Tuesday, November 01, 2005



We are waiting for the school bus, the Things and I, and the stick-chewing dog.

“We have to back in and get changed,” T1 says.

“Why?” I say.

“We are supposed to wear red, white and blue today,” she says.

“Oh, yeah,” T2 says.

“Get out,” I say.

“We have to,” T1 says. “Really.”

“And why is that?” I ask

“It’s for Bad Drugs week,” T2 says. We have to wear red, white and blue to show that we are against bad drugs.”

They are wearing green and brown. The yellow school bus rounds the corner.

“Here comes the bus.” I say. “You’ll have to be against bad drugs tomorrow.”


“We have to bring bears to school tomorrow,” the girls say. “Only bears that can fit in our backpacks.”

“Is this for Bad Drugs week?” I ask.

“Yes,” T1 says.

“Why bears?” I ask.

“Bad drugs are unbearable!”


“We have to go back in,” T1 says.

“Your bears are in your backpacks,” I said. “I checked.”

“But we need our ribbons pinned on,” T2 says.

“What ribbons?” I ask.

“We have red ribbons to wear, to show we are against…”

“I know, I know,” I said.

“They’re left on the table,” they shout. “We forgot to pin them on.”

“Here comes the bus,” I say.


“I almost forgot to tell you,” I say to LZ, “if you have any bad drugs lying around, be sure to hide them. The school will probably have notified the authorities by not that we’re not with the program. We should probably be expecting a search.”


The Simpsons are on. A blind man opens the door to a policeman and a dog. He thinks it’s some sort of companion animal, but I can see what’s coming.

“Girls, girls!” I call. “Quick. Look.”

The dog is sniffing the man and noses a baggie from his pocket.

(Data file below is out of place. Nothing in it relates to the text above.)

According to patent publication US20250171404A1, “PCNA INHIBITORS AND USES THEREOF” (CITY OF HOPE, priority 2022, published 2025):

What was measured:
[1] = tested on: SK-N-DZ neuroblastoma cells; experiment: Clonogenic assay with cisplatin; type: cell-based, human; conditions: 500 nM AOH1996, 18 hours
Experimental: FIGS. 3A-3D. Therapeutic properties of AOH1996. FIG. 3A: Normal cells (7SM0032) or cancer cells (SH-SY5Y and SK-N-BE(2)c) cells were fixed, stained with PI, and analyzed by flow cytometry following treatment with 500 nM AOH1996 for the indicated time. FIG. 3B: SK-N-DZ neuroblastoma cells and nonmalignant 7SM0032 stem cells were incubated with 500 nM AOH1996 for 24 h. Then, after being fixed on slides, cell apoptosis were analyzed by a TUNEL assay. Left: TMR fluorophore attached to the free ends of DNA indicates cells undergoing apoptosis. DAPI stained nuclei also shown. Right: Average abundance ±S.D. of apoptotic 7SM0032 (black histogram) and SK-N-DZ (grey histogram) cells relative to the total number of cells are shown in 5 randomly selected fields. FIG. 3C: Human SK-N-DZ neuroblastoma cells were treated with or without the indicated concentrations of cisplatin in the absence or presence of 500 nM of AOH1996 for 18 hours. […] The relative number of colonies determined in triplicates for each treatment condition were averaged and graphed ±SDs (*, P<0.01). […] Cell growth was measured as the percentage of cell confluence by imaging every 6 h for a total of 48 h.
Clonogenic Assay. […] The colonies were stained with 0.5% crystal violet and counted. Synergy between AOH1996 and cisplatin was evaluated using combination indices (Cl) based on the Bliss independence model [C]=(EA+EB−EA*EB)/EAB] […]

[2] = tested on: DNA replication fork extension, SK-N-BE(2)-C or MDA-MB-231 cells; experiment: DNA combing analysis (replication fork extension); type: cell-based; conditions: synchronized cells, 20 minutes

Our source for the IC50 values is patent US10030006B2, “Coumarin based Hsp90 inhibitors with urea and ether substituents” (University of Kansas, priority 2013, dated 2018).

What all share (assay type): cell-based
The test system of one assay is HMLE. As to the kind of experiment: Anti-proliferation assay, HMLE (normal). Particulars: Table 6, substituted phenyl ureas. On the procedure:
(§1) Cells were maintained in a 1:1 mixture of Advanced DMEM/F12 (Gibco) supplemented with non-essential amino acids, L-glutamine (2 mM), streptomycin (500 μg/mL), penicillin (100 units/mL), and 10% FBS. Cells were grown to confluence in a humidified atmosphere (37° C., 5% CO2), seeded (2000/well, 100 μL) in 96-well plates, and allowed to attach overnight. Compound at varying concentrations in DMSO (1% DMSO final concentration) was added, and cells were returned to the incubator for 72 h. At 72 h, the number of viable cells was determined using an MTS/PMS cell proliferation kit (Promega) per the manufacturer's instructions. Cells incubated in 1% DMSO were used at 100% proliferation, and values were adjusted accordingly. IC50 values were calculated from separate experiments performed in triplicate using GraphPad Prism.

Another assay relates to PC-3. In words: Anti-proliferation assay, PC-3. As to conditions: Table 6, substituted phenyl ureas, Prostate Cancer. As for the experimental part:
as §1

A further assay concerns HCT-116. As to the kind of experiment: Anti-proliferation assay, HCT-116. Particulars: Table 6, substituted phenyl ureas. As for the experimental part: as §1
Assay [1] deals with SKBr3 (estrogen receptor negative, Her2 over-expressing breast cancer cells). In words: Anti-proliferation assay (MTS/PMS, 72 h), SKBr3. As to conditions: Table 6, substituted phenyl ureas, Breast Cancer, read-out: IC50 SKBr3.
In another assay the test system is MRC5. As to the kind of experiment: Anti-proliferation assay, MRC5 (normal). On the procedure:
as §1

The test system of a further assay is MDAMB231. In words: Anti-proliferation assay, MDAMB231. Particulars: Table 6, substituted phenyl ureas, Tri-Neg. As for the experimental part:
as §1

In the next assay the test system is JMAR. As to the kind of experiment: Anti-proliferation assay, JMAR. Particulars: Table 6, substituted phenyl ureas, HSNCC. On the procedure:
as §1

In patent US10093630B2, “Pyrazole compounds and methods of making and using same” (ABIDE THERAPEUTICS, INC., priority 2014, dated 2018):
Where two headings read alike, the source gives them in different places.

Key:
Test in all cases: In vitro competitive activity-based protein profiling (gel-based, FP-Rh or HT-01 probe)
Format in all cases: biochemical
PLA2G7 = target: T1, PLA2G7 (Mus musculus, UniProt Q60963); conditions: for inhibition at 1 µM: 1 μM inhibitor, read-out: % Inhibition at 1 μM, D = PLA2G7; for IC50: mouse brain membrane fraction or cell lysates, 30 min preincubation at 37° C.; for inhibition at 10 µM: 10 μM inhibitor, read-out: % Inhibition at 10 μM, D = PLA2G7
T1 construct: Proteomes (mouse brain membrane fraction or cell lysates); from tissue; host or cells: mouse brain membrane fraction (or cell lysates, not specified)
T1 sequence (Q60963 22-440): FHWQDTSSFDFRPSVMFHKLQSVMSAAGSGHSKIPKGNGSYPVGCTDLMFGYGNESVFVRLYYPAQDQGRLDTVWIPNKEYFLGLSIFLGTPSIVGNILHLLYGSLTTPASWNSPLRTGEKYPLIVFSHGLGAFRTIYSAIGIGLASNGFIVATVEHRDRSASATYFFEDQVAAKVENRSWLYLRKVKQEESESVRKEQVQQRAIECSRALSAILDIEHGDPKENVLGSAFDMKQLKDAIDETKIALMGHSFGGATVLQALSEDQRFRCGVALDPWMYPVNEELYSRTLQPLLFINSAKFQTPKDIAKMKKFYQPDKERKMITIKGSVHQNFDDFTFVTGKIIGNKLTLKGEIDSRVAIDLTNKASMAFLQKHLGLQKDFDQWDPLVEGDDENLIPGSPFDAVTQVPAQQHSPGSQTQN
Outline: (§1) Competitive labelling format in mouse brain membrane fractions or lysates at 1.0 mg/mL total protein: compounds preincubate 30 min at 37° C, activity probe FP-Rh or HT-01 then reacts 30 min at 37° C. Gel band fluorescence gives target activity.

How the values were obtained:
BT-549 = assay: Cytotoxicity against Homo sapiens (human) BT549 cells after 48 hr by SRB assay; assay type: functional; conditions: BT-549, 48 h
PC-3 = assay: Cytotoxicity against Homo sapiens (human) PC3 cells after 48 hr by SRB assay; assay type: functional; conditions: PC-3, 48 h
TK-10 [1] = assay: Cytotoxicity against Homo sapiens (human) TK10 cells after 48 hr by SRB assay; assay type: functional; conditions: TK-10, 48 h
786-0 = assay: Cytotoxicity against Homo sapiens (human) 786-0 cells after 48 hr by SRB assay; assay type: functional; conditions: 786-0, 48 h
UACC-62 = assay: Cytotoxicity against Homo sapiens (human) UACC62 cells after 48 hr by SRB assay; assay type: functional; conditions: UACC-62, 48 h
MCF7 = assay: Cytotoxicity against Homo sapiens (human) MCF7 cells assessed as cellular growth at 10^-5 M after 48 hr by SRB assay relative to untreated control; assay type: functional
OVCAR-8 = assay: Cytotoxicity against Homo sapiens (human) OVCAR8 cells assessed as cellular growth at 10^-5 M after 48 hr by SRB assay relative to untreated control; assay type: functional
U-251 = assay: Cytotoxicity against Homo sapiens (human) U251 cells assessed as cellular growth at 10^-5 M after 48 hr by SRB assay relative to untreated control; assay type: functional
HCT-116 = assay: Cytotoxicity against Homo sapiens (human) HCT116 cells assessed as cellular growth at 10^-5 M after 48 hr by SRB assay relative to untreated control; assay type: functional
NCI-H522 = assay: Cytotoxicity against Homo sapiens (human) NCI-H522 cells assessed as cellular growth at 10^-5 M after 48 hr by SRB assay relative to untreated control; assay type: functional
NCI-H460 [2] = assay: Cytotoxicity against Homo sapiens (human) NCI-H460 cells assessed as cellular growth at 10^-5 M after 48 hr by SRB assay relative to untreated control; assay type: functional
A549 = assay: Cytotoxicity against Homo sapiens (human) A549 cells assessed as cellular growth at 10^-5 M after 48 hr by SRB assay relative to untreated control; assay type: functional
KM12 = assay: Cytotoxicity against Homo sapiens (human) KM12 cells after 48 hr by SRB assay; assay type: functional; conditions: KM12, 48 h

“What is the dog doing?” T1 asks.

“He’s sniffing for drugs,” I said.” “He works for the police; he found bad drugs.”

“What is it?” T2 asks.

“It’s called marijuana,” I say.

“What does it do?” she asks.

“People smoke it, and it makes them act silly,” I say.

The policeman cuffs the blind man and takes him away.

“Where is he taking him?” T1 asks.

“To jail,” I say. “The man is being arrested.”

“Arrested!” Ti exclaims. “Can you be arrested for acting silly?”

“Well,” I explain, “they say it is bad for your health too.”

“But he didn’t even smoke it,” T1 says. “Can you be arrested just for having it in your pocket?”

“Yes,” I say. “You can.”

“That’s not fair,” she says. She stomps out of the room.


“And what is it today?” I ask.

“Silly socks and slippers,” T2 says.

“Should I ask?” I ask.

“Sock it to drugs and slip away,” she says.

“Is this Bad Drugs week or Bad Jokes week?” I ask.

“Hmph,” T1 snorts.

“I don’t make the rules,” I say. “Don’t snort at me.”


“Tomorrow we need money, the coins kind,” the girls say.

“I give up,” I say.

“Drugs make no cents!”

“I’ll put the money in an envelope and I’ll write drug money on it,” I say. “And you can take it to school. How’s that?”

LZ glares at me.

“ I better write money for bad drugs, so there’s no mistake,” I say.


“I put your drug money in your backpacks,” I say. “You’re all set.”


“Look at the candy we got in school today,” the girls say.

“Why would they give you all this candy?” I ask.

“Life is sweet without drugs!”

“That may be,” I say, “but you’re not eating all that candy. It’ll make you sick and rot your teeth. It’s really not good for you. Not good for you at all.”

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